Here is a Craftsy link to making a swatch for knitting in the www.craftsy.com/knitting/article/gauge-swatch-round/

To swatch for knitting in the round cast on the required number of stitches you have determined you need for your swatch using a circular needle and work the first 4 rows, knitting every row for a garter stitch border . Now begin your mock knitting in the round. Keeping the first and last 4 stitches of each row in garter stitch
Do not turn your work, slide the stitches with the right side facing you to the other end of the needle. Your yarn will be attached on the other side. VERY loosely carry your yarn in the back of your work and work row 2. You will be always be knitting on the right side remembering to work your edge stitches.

Keep repeating this, always working with the right side facing you and be sure that your floats on the back are extra loose so that when you bind off you will be able to make your swatch flat. If when you are finished your floats are too tight you will need to cut them.  When you have completed the swatch work 4 rows of garter stitch.

Bind off and block if necessary before measuring. You will measure the stitches inside the border.  Divide the number of stitches you have between the borders by the number of inches you measured.  If you have 20 stitches and your swatch measured inside the edges 4 inches you will divide 20 (the number of stitches) by 4 (the number of inches) and get a gauge of 5 stitches to the inch.

If you are knitting a pattern or a cable you need to do this on your swatch as well.

Your gauge may come out to be a fraction. Do not ignore this. If your gauge is 5.25 it will be very different over a large amount of stitches than a gauge of 5 stitches to the inch. Never round up or down.

Am I finished Now?
If your swatch is spot on great. You can safely cast on. But what if it is not?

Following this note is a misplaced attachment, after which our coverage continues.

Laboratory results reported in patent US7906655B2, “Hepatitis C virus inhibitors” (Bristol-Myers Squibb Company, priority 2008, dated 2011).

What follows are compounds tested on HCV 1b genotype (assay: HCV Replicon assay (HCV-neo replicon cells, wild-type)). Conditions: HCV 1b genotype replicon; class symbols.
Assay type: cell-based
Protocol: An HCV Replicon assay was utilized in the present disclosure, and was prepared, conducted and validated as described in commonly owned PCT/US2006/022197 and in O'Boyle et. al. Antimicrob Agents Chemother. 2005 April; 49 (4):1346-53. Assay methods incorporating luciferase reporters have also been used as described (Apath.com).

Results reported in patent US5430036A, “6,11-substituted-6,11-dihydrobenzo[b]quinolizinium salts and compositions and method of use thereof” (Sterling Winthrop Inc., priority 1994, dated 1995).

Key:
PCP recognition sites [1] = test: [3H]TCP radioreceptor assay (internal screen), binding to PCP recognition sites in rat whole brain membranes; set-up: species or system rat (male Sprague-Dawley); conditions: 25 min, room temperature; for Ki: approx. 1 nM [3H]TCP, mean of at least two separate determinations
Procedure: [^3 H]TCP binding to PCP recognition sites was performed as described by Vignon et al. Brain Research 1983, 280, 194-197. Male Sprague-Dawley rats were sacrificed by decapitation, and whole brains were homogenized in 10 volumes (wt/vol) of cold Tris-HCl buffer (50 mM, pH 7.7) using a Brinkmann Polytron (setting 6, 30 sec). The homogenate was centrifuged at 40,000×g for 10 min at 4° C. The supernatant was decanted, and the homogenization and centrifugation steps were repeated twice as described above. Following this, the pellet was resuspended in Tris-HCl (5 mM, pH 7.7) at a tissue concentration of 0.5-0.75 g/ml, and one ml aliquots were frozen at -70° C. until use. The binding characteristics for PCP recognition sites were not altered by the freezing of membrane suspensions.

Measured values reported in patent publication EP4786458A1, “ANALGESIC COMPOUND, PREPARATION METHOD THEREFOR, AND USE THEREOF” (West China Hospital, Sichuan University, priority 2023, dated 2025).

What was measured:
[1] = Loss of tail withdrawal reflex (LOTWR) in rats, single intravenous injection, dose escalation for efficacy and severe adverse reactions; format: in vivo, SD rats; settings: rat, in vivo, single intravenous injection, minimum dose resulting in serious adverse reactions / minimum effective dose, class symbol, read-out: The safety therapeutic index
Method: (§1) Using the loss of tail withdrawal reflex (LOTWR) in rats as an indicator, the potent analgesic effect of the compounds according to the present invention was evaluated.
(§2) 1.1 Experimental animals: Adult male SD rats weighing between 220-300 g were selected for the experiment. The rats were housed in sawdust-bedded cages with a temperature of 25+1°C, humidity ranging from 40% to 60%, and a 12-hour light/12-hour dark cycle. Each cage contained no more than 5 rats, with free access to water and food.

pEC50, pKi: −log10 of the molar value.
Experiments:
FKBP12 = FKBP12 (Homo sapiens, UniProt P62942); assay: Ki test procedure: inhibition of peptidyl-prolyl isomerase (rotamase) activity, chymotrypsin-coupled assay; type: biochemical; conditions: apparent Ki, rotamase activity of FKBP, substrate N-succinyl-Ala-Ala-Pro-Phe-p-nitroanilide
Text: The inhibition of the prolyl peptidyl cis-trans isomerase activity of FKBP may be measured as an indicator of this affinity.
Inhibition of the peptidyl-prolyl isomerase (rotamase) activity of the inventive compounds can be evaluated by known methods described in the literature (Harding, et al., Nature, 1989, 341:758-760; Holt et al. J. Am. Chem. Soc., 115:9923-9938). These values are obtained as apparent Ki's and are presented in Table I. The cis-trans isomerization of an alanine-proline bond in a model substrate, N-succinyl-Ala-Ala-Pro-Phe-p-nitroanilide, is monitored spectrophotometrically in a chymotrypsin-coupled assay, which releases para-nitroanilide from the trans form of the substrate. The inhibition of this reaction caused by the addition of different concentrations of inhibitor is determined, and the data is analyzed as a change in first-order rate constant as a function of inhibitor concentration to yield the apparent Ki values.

If your swatch is too small (your stitches are tighter) you have more stitches to the inch than you wanted. This will produce a smaller garment. Go up to one needle size larger and make a new swatch.

If your swatch is too big.( Your stitches are looser) go down a needle size and make a new swatch.

How about row gauge?  Row gauge is important in patterns with repeats but for pain knitting I do not usually worry too much about it. You will knit to the desired length as either given in the pattern or to meet your measurements. You might want the body or the sleeve length different from what the pattern calls for.

While Swatching might not be something you love doing it will be worth it in the end when you have produced exactly what you wanted and expected.  So many knitters just pick out a size on a pattern and get to work only to be disappointed in the end with something that doesn’t fit. By knowing your correct gauge you also also might find that you can knit a different size in that pattern. You might think that you are a Large but the pattern could be designed with a lot of ease making the sweater much wider than what you want and you might be able to go down one size or go up one size if the fit is tighter than you want.  Having correct gauge information before you knit will be worth the time you took swatching.

Happy Knitting